3. The CGI program executes, returning any output back to the server.  The server in turn passes the information to the client.


Plain text HTML files retrieved by Web clients are static. The information contained in these files never changes unless you manually edit them to make changes. However, by utilizing CGI scripts, your Web pages can be created dynamically each time a client accesses them. To the client, it will look as if the page has been specially created for him or her based on the information needed. Obviously, this is a very powerful tool for interacting with Web surfers. You should utilize CGI to make your Web site interactive so that you can provide customized content and enable those browsing  your Web site to interact with the information you provide.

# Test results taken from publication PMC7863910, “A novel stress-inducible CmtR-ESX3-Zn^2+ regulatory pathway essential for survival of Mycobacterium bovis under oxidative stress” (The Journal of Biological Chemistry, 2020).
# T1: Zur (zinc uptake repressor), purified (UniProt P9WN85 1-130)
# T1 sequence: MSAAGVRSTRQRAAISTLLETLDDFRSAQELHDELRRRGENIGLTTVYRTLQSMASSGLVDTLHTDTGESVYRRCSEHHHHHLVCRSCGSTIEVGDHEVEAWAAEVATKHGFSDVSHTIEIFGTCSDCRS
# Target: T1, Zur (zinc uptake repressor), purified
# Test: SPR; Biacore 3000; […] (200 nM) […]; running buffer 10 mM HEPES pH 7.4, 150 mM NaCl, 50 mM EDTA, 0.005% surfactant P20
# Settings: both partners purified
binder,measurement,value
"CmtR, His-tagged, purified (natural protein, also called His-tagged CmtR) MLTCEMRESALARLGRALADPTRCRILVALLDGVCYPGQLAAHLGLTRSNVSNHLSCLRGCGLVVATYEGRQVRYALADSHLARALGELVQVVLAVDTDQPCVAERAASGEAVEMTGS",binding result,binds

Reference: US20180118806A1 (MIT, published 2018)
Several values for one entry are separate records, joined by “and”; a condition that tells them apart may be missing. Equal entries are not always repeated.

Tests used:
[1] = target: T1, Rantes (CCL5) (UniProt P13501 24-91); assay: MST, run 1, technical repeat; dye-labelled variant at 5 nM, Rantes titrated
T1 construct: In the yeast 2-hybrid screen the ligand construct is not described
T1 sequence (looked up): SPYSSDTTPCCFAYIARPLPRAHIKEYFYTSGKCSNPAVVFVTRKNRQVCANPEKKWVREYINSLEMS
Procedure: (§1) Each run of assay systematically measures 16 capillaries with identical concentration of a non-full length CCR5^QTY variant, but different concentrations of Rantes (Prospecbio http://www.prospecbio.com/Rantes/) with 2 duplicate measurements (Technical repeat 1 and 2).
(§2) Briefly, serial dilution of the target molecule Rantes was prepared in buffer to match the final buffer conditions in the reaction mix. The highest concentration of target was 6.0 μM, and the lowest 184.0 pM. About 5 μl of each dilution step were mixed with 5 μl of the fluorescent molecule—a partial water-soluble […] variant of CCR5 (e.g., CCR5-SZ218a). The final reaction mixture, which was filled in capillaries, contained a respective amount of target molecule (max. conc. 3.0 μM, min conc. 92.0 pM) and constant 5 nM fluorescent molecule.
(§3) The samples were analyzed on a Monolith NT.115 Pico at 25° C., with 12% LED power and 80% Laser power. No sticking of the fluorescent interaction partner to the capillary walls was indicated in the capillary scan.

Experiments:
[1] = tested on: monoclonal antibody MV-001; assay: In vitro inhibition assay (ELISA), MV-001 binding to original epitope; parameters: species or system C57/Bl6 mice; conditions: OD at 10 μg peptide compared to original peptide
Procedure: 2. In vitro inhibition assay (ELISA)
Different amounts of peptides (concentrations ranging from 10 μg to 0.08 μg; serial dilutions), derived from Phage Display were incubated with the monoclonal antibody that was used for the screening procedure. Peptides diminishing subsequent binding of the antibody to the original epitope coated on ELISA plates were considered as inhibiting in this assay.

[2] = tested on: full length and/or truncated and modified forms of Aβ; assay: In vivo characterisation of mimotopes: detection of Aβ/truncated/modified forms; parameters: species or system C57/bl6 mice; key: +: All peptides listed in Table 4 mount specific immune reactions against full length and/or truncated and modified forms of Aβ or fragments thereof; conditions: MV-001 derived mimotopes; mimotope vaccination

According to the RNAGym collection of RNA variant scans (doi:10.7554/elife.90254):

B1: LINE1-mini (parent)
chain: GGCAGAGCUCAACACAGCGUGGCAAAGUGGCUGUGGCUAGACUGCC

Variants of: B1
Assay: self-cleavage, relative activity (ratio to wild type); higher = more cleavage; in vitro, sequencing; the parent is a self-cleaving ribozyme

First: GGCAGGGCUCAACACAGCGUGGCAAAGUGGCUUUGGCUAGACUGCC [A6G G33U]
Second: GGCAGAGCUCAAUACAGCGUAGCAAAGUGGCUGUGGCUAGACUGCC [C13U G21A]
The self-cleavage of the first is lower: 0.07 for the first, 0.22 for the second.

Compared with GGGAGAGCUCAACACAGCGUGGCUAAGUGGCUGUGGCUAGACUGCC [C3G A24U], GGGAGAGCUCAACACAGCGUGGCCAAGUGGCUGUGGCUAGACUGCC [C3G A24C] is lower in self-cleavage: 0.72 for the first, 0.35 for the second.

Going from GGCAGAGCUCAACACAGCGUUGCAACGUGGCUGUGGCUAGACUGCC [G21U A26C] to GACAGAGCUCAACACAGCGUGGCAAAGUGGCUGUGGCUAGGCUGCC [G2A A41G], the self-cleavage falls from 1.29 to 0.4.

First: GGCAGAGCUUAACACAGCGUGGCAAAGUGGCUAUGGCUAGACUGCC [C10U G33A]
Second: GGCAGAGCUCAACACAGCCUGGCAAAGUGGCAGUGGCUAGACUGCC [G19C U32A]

Benefits of CGI are invaluable to any Web site. These benefits range from having a customized input form for feedback to allowing someone browsing your Web site to update and retrieve information from a database on your server.  By setting up a customized email feedback form, you can make sure you are provided with all the information on your need. Furthermore, you can be sure that your email feedback form will always work because it does not depend on how the email capability of your client's Web browser is setup. In the "Setting Up a Feedback Form" section, you will be shown how to utilize CGI to setup an email feedback page. Furthermore, if you want to setup a database that collects data from users browsing your Web site, you can use a CGI script to update information provided by these users to database. With the aid of CGI, it is possible to update a database on your server without your direct human intervention. As you can see, the possibilities and applications of CGI are endless.